Microsoft Help Files: Truly Helpful?

March 28, 2022

We are approaching April Fools’ Day. One company reliably provides a clever way to make me laugh. CHM? Do you know what the acronym means? No. It is a short hand way to say Compiled HTML Help file. CHH becomes CHM. Makes perfect sense to a Softie.

The tickled ribs result from bad actors using the CHM files to deliver malware.  You can read the explanation and inspiration for bad actors in “Microsoft Help Files Disguise Vidar Malware.”

The write up states:

… the .ISO file contains a .CHM file named “pss10r.chm.” Towards the end of the file’s code is a snippet of HTML application (HTA) code containing JavaScript  that covertly triggers a second file, “app.exe.” This is, in fact, Vidar malware. “One of the objects unpacked from the .CHM is the HTML file ‘PSSXMicrosoftSupportServices_HP05221271.htm’ —  the primary object that gets loaded once the CHM pss10r.chm is opened,” according to the Trustwave writeup. “This HTML has a button object which automatically triggers the silent re-execution of the .CHM “pss10r.chm” with mshta.” Mshta is a Windows binary used for executing HTA files.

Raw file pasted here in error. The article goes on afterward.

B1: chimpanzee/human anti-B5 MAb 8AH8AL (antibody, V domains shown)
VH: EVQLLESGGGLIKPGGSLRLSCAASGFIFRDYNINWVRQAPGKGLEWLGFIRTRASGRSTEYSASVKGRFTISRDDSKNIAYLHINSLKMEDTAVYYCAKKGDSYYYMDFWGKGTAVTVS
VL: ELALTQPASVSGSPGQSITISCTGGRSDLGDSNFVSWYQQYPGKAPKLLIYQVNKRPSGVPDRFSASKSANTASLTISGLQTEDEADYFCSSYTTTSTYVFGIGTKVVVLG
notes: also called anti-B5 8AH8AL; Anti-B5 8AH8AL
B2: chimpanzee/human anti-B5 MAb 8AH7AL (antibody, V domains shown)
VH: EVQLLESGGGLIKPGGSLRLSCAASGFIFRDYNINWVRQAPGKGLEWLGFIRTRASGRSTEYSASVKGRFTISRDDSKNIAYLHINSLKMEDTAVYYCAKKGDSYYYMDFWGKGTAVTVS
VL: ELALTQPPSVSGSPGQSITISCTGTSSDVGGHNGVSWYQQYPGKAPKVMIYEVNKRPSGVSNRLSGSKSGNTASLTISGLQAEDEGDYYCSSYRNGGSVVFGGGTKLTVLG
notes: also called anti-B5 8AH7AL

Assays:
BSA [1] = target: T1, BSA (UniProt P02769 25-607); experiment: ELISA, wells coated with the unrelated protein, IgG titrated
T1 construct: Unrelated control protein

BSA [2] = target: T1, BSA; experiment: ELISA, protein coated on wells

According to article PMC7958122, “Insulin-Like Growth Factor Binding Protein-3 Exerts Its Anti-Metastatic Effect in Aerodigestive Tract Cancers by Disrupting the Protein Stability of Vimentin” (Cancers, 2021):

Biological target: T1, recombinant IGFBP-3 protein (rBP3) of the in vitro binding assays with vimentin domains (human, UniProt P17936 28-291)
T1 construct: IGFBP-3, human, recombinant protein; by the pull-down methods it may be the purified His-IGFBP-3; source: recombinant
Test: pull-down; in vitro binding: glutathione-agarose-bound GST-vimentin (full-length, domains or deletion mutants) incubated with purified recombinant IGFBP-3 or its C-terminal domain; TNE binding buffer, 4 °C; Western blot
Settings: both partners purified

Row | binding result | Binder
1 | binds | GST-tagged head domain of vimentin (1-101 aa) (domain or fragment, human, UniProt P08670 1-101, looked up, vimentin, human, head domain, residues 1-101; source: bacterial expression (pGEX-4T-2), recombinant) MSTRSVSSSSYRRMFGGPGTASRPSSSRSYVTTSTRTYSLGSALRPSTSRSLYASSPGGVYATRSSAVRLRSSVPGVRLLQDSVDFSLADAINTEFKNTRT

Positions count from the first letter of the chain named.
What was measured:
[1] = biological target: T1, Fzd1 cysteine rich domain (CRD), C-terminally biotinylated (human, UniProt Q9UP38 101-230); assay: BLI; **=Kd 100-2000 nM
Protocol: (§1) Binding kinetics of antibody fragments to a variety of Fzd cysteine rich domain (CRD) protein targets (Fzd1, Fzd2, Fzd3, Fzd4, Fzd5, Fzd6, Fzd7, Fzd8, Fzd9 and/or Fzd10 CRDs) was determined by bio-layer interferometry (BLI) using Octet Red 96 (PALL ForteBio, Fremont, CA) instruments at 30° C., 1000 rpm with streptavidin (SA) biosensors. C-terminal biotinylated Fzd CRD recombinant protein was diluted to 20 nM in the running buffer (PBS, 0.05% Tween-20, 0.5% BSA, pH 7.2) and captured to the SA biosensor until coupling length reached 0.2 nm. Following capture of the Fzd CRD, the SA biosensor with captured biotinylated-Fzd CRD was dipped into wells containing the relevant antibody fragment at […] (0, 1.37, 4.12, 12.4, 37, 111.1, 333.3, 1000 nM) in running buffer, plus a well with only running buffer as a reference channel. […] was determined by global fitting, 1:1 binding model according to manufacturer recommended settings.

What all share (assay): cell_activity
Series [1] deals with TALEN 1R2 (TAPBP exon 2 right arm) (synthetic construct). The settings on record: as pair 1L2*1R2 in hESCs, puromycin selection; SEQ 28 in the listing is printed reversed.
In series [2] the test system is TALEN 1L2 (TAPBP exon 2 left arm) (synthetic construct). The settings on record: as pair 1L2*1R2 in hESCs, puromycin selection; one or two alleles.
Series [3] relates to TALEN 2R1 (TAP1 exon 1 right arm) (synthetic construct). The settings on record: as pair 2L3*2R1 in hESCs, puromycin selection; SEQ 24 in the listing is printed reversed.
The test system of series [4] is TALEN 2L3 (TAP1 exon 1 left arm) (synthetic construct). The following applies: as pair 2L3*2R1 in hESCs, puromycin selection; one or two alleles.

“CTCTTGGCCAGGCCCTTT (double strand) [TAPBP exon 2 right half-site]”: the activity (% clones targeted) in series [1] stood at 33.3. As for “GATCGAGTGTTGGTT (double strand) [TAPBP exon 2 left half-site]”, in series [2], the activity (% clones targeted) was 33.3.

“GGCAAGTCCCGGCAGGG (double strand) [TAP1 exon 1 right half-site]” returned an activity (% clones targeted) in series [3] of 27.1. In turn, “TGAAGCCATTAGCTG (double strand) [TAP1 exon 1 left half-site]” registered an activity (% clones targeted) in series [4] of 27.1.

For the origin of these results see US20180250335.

With the preliminaries out of the way the malware payload downloads, does some house cleaning, and phones home.

Microsoft, the go to solution for compromising security? Maybe. And what about Defender? What about the super smart cyber security systems from big name vendors. Yeah, how about those defenses?

Now we know there is one thing worse than the informational content of Microsoft help files.

Want to guess?

The Register reports that “Microsoft Azure developers targeted by 200 data stealing npm packages.” Not familiar with npm? NPM is a software registry and contains more than 750,000 code packages. Some open source developers use npm to share software. What if an npm code package has been modified so that malicious actions are included?


Stephen E Arnold, March 28, 2022


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